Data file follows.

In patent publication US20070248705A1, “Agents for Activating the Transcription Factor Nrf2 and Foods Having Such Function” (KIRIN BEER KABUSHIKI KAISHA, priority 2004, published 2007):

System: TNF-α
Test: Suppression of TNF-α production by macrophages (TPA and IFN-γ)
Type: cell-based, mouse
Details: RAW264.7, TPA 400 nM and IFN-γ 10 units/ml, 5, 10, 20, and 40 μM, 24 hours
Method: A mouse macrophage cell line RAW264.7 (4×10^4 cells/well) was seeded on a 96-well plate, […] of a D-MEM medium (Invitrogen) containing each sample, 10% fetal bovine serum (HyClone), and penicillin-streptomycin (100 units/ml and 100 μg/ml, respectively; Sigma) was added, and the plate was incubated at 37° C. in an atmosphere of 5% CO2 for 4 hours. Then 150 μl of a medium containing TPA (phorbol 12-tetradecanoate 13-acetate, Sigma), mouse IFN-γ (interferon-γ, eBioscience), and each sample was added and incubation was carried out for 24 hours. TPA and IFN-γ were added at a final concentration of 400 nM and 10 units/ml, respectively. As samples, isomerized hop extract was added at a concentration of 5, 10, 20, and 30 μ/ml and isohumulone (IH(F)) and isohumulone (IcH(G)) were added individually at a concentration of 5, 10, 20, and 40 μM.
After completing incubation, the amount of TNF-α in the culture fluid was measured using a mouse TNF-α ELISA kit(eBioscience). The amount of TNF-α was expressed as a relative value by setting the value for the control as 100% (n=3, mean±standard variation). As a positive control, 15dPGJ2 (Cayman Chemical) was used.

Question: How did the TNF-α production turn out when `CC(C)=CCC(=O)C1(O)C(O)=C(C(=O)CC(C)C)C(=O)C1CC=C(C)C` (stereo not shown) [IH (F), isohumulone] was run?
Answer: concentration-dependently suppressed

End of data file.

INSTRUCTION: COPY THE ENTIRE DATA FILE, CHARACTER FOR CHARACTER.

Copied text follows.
In patent publication US20070248705A1, “Agents for Activating the Transcription Factor Nrf2 and Foods Having Such Function” (KIRIN BEER KABUSHIKI KAISHA, priority 2004, published 2007):

System: TNF-α
Test: Suppression of TNF-α production by macrophages (TPA and IFN-γ)
Type: cell-based, mouse
Details: RAW264.7, TPA 400 nM and IFN-γ 10 units/ml, 5, 10, 20, and 40 μM, 24 hours
Method: A mouse macrophage cell line RAW264.7 (4×10^4 cells/well) was seeded on a 96-well plate, […] of a D-MEM medium (Invitrogen) containing each sample, 10% fetal bovine serum (HyClone), and penicillin-streptomycin (100 units/ml and 100 μg/ml, respectively; Sigma) was added, and the plate was incubated at 37° C. in an atmosphere of 5% CO2 for 4 hours. Then 150 μl of a medium containing TPA (phorbol 12-tetradecanoate 13-acetate, Sigma), mouse IFN-γ (interferon-γ, eBioscience), and each sample was added and incubation was carried out for 24 hours. TPA and IFN-γ were added at a final concentration of 400 nM and 10 units/ml, respectively. As samples, isomerized hop extract was added at a concentration of 5, 10, 20, and 30 μ/ml and isohumulone (IH(F)) and isohumulone (IcH(G)) were added individually at a concentration of 5, 10, 20, and 40 μM.
After completing incubation, the amount of TNF-α in the culture fluid was measured using a mouse TNF-α ELISA kit(eBioscience). The amount of TNF-α was expressed as a relative value by setting the value for the control as 100% (n=3, mean±standard variation). As a positive control, 15dPGJ2 (Cayman Chemical) was used.

Question: How did the TNF-α production turn out when `CC(C)=CCC(=O)C1(O)C(O)=C(C(=O)CC(C)C)C(=O)C1CC=C(C)C` (stereo not shown) [IH (F), isohumulone] was run?
Answer: concentration-dependently suppressed